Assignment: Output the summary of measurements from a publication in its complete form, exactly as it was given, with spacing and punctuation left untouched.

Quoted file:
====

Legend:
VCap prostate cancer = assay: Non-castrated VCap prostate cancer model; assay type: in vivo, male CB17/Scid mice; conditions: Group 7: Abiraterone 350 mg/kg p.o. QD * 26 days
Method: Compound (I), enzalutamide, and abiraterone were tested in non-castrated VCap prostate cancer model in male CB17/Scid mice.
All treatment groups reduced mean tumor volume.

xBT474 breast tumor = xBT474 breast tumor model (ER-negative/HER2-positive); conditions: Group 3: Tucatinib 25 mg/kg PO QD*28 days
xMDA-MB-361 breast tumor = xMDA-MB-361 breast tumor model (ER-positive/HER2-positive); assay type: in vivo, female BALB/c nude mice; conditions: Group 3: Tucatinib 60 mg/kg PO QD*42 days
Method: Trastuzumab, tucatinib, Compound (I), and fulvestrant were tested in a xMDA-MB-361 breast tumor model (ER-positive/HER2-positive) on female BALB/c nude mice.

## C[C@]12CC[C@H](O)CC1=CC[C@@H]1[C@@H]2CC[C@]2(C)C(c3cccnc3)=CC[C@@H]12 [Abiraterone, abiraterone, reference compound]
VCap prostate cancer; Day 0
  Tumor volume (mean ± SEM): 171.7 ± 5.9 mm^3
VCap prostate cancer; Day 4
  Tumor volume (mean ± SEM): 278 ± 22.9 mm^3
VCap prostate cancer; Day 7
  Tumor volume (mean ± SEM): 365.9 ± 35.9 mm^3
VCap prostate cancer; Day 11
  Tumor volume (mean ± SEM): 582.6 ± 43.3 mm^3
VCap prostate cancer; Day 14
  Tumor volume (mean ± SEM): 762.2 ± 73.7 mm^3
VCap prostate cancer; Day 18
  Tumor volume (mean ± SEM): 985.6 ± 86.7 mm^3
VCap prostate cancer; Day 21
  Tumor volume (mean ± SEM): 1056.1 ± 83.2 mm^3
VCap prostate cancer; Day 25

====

Legend:
VCap prostate cancer = assay: Non-castrated VCap prostate cancer model; assay type: in vivo, male CB17/Scid mice; conditions: Group 7: Abiraterone 350 mg/kg p.o. QD * 26 days
Method: Compound (I), enzalutamide, and abiraterone were tested in non-castrated VCap prostate cancer model in male CB17/Scid mice.
All treatment groups reduced mean tumor volume.

xBT474 breast tumor = xBT474 breast tumor model (ER-negative/HER2-positive); conditions: Group 3: Tucatinib 25 mg/kg PO QD*28 days
xMDA-MB-361 breast tumor = xMDA-MB-361 breast tumor model (ER-positive/HER2-positive); assay type: in vivo, female BALB/c nude mice; conditions: Group 3: Tucatinib 60 mg/kg PO QD*42 days
Method: Trastuzumab, tucatinib, Compound (I), and fulvestrant were tested in a xMDA-MB-361 breast tumor model (ER-positive/HER2-positive) on female BALB/c nude mice.

## C[C@]12CC[C@H](O)CC1=CC[C@@H]1[C@@H]2CC[C@]2(C)C(c3cccnc3)=CC[C@@H]12 [Abiraterone, abiraterone, reference compound]
VCap prostate cancer; Day 0
  Tumor volume (mean ± SEM): 171.7 ± 5.9 mm^3
VCap prostate cancer; Day 4
  Tumor volume (mean ± SEM): 278 ± 22.9 mm^3
VCap prostate cancer; Day 7
  Tumor volume (mean ± SEM): 365.9 ± 35.9 mm^3
VCap prostate cancer; Day 11
  Tumor volume (mean ± SEM): 582.6 ± 43.3 mm^3
VCap prostate cancer; Day 14
  Tumor volume (mean ± SEM): 762.2 ± 73.7 mm^3
VCap prostate cancer; Day 18
  Tumor volume (mean ± SEM): 985.6 ± 86.7 mm^3
VCap prostate cancer; Day 21
  Tumor volume (mean ± SEM): 1056.1 ± 83.2 mm^3
VCap prostate cancer; Day 25